"Mrs. McVey created an environment in her classroom where everyone is respected and accepted," she said. "I believe this situation and other disruptions are not the fault of the child. I place the blame on the lack of funding which is necessary to provide better education and training for our teachers and more support for our special needs children. These teachers need more processes and procedures in place so that every child in our district gets the best education possible."
Patrick Greenfelder, a attorney for the student's parents, said the public outcry directed toward their son prompted the release of the video to the media. There was no indication from Greenfelder the parents were going to pursue legal action.
"The parents of the young man who was stuck in his desk did not want this situation to come out to the public," he said, during a phone interview on Tuesday. "Now the situation keeps coming up at the school board meetings. Clearly the school board can't say anything—there's a privacy issues for the parents and the student."
Greenfelder said the mother of the youth came home and saw an article in a local newspaper that reported Goodrich parents overwhelmingly supported the teacher with regard to the incident.
"She (the boy's mother) broke down and was visibly upset after she read that story," he said. "This was a private incident in the classroom—the youth's mother did not want the news out of what went on in the classroom. Then to hear some of the comments made by the public, not supportive of the son, rather of the teacher, was just too much. It's offensive."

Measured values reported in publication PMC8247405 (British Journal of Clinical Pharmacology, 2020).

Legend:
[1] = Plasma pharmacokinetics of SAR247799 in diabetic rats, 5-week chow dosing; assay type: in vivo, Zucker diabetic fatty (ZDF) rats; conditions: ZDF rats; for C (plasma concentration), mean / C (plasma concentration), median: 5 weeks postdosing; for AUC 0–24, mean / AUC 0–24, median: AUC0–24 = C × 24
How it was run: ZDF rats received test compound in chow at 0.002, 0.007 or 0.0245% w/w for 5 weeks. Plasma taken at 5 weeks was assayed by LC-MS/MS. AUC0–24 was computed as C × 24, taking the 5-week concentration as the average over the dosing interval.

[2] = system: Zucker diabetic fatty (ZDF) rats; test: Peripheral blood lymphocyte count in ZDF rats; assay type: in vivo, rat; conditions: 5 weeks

During the video, McVey asks the student, "Do you want to be Tasered?"
"The video was not funny or a joke," he said. "Making the video is bad enough, then to e-mail it to buddies so they can watch it and 'yuk-it-up'—so all the kids can laugh at him? Then make a comment toward the student regarding a Taser? I know what a Taser is to me, I don't know what the child is supposed to think when the kid is freaking out," he added. "A Taser to most people is a lot more than a joke."
Greenfelder said others had stopped by the classroom when the student was in the desk to help, but the teacher just let him stay there.
"No one was allowed to help this child and when they did—they were turned away," he said. "I understand the janitor was just a door or two away from the classroom. That janitor was very good with the young man and the school administration did a good job when they saw the video that had been sent around. The school administration knew this action (by McVey) was inappropriate and followed through with an investigation."
The boy, along with classmates, were at their desks during inside recess when the incident occured, added Greenfelder.
"He was stuck in the desk up to a half hour—he's crying and struggling to get out," he said. "A week later he still had broken blood vessels in his eyes, from struggling."
"The parents don't want to take him out of the district," he said. "To move an autistic child is difficult—they would love to go back to the way it was, before the video."
"I feel bad for the teacher," he said. "She may have been the best in the world."